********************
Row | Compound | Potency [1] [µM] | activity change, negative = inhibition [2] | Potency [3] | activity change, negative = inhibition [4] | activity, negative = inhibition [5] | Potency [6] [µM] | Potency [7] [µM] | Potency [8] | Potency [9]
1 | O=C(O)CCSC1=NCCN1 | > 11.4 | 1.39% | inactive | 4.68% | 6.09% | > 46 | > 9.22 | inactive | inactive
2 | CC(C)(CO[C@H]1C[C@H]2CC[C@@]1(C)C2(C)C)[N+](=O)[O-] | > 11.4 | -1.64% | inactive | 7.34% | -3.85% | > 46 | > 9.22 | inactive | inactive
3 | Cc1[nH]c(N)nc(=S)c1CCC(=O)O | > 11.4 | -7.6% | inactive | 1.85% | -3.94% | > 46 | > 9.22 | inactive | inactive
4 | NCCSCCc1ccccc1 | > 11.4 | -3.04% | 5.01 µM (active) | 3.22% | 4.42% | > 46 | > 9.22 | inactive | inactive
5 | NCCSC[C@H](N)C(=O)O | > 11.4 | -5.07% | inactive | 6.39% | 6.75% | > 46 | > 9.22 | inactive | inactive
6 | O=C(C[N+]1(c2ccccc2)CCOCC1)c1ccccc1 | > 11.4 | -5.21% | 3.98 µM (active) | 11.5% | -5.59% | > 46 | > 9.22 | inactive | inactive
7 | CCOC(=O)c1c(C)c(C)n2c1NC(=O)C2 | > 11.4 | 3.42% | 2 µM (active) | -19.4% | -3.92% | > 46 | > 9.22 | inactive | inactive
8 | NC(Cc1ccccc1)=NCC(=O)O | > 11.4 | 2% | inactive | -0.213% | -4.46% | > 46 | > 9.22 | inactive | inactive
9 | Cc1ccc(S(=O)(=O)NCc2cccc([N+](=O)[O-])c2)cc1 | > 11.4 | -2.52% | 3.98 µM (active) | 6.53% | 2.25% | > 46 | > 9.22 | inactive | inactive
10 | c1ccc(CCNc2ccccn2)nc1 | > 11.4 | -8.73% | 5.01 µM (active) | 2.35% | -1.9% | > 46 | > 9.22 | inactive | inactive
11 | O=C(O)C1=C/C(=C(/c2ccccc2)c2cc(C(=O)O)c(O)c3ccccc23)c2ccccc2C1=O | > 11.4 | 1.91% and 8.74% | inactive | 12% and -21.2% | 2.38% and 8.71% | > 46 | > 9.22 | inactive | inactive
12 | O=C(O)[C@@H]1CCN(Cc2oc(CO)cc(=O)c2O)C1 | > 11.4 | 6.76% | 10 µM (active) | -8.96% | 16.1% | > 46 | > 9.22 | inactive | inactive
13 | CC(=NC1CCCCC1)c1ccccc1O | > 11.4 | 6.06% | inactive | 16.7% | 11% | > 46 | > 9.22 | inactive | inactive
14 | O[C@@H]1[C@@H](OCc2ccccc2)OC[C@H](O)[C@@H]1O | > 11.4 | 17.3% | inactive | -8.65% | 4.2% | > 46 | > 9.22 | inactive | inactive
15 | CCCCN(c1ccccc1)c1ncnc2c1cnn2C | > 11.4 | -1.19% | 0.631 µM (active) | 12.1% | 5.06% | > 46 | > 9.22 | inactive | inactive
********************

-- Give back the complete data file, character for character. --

Row | Compound | Potency [1] [µM] | activity change, negative = inhibition [2] | Potency [3] | activity change, negative = inhibition [4] | activity, negative = inhibition [5] | Potency [6] [µM] | Potency [7] [µM] | Potency [8] | Potency [9]
1 | O=C(O)CCSC1=NCCN1 | > 11.4 | 1.39% | inactive | 4.68% | 6.09% | > 46 | > 9.22 | inactive | inactive
2 | CC(C)(CO[C@H]1C[C@H]2CC[C@@]1(C)C2(C)C)[N+](=O)[O-] | > 11.4 | -1.64% | inactive | 7.34% | -3.85% | > 46 | > 9.22 | inactive | inactive
3 | Cc1[nH]c(N)nc(=S)c1CCC(=O)O | > 11.4 | -7.6% | inactive | 1.85% | -3.94% | > 46 | > 9.22 | inactive | inactive
4 | NCCSCCc1ccccc1 | > 11.4 | -3.04% | 5.01 µM (active) | 3.22% | 4.42% | > 46 | > 9.22 | inactive | inactive
5 | NCCSC[C@H](N)C(=O)O | > 11.4 | -5.07% | inactive | 6.39% | 6.75% | > 46 | > 9.22 | inactive | inactive
6 | O=C(C[N+]1(c2ccccc2)CCOCC1)c1ccccc1 | > 11.4 | -5.21% | 3.98 µM (active) | 11.5% | -5.59% | > 46 | > 9.22 | inactive | inactive
7 | CCOC(=O)c1c(C)c(C)n2c1NC(=O)C2 | > 11.4 | 3.42% | 2 µM (active) | -19.4% | -3.92% | > 46 | > 9.22 | inactive | inactive
8 | NC(Cc1ccccc1)=NCC(=O)O | > 11.4 | 2% | inactive | -0.213% | -4.46% | > 46 | > 9.22 | inactive | inactive
9 | Cc1ccc(S(=O)(=O)NCc2cccc([N+](=O)[O-])c2)cc1 | > 11.4 | -2.52% | 3.98 µM (active) | 6.53% | 2.25% | > 46 | > 9.22 | inactive | inactive
10 | c1ccc(CCNc2ccccn2)nc1 | > 11.4 | -8.73% | 5.01 µM (active) | 2.35% | -1.9% | > 46 | > 9.22 | inactive | inactive
11 | O=C(O)C1=C/C(=C(/c2ccccc2)c2cc(C(=O)O)c(O)c3ccccc23)c2ccccc2C1=O | > 11.4 | 1.91% and 8.74% | inactive | 12% and -21.2% | 2.38% and 8.71% | > 46 | > 9.22 | inactive | inactive
12 | O=C(O)[C@@H]1CCN(Cc2oc(CO)cc(=O)c2O)C1 | > 11.4 | 6.76% | 10 µM (active) | -8.96% | 16.1% | > 46 | > 9.22 | inactive | inactive
13 | CC(=NC1CCCCC1)c1ccccc1O | > 11.4 | 6.06% | inactive | 16.7% | 11% | > 46 | > 9.22 | inactive | inactive
14 | O[C@@H]1[C@@H](OCc2ccccc2)OC[C@H](O)[C@@H]1O | > 11.4 | 17.3% | inactive | -8.65% | 4.2% | > 46 | > 9.22 | inactive | inactive
15 | CCCCN(c1ccccc1)c1ncnc2c1cnn2C | > 11.4 | -1.19% | 0.631 µM (active) | 12.1% | 5.06% | > 46 | > 9.22 | inactive | inactive